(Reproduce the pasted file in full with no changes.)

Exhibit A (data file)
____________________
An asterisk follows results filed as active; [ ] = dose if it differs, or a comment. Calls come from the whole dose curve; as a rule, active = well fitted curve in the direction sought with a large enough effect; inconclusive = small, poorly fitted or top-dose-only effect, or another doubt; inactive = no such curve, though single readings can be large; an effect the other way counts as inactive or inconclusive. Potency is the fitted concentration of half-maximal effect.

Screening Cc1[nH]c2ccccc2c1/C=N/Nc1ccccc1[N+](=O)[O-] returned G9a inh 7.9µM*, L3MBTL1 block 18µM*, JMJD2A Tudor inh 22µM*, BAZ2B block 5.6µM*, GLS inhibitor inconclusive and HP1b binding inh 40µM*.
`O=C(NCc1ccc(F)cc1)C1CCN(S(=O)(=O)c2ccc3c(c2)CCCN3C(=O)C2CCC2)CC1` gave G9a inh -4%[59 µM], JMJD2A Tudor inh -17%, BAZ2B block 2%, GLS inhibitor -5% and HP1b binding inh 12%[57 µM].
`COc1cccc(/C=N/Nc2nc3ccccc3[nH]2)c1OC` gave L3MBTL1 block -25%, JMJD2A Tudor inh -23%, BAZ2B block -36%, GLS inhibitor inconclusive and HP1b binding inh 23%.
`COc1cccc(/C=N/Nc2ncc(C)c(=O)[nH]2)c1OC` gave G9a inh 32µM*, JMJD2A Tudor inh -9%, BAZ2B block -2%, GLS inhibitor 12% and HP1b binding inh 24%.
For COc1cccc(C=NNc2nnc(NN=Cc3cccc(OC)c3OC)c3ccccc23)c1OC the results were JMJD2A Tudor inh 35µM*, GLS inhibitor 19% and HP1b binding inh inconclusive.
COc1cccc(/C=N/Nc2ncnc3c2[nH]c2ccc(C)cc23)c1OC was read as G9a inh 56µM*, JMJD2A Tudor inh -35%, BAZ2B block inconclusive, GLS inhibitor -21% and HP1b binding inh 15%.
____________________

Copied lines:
An asterisk follows results filed as active; [ ] = dose if it differs, or a comment. Calls come from the whole dose curve; as a rule, active = well fitted curve in the direction sought with a large enough effect; inconclusive = small, poorly fitted or top-dose-only effect, or another doubt; inactive = no such curve, though single readings can be large; an effect the other way counts as inactive or inconclusive. Potency is the fitted concentration of half-maximal effect.

Screening Cc1[nH]c2ccccc2c1/C=N/Nc1ccccc1[N+](=O)[O-] returned G9a inh 7.9µM*, L3MBTL1 block 18µM*, JMJD2A Tudor inh 22µM*, BAZ2B block 5.6µM*, GLS inhibitor inconclusive and HP1b binding inh 40µM*.
`O=C(NCc1ccc(F)cc1)C1CCN(S(=O)(=O)c2ccc3c(c2)CCCN3C(=O)C2CCC2)CC1` gave G9a inh -4%[59 µM], JMJD2A Tudor inh -17%, BAZ2B block 2%, GLS inhibitor -5% and HP1b binding inh 12%[57 µM].
`COc1cccc(/C=N/Nc2nc3ccccc3[nH]2)c1OC` gave L3MBTL1 block -25%, JMJD2A Tudor inh -23%, BAZ2B block -36%, GLS inhibitor inconclusive and HP1b binding inh 23%.
`COc1cccc(/C=N/Nc2ncc(C)c(=O)[nH]2)c1OC` gave G9a inh 32µM*, JMJD2A Tudor inh -9%, BAZ2B block -2%, GLS inhibitor 12% and HP1b binding inh 24%.
For COc1cccc(C=NNc2nnc(NN=Cc3cccc(OC)c3OC)c3ccccc23)c1OC the results were JMJD2A Tudor inh 35µM*, GLS inhibitor 19% and HP1b binding inh inconclusive.
COc1cccc(/C=N/Nc2ncnc3c2[nH]c2ccc(C)cc23)c1OC was read as G9a inh 56µM*, JMJD2A Tudor inh -35%, BAZ2B block inconclusive, GLS inhibitor -21% and HP1b binding inh 15%.